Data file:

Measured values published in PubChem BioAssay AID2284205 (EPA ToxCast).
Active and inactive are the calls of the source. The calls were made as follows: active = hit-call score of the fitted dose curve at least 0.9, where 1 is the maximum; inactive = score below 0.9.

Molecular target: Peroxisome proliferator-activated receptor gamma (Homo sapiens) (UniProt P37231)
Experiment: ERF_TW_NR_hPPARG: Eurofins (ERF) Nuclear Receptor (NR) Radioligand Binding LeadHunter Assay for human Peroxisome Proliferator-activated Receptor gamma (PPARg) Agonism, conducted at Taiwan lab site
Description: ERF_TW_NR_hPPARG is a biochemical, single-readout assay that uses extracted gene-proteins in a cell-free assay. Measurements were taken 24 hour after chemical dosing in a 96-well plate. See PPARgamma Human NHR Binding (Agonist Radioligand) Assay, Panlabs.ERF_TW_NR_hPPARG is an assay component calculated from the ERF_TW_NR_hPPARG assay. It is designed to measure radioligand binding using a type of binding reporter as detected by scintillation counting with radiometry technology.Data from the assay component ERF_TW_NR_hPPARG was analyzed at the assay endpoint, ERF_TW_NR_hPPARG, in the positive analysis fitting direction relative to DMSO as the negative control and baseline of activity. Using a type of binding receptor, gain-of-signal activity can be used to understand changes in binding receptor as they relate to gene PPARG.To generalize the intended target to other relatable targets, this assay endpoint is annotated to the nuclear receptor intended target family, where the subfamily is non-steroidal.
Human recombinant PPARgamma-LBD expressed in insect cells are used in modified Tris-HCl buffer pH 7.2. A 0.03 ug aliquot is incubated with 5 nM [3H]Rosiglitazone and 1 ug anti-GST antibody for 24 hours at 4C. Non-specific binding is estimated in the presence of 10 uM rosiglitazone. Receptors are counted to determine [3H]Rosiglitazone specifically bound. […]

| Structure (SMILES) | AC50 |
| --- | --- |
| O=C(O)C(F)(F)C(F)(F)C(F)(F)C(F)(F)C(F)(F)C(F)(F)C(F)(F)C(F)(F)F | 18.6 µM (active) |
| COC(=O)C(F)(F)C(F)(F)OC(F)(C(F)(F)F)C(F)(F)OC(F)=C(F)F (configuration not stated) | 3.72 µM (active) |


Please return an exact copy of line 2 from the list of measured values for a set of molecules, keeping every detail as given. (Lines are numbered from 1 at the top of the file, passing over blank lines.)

Active and inactive are the calls of the source. The calls were made as follows: active = hit-call score of the fitted dose curve at least 0.9, where 1 is the maximum; inactive = score below 0.9.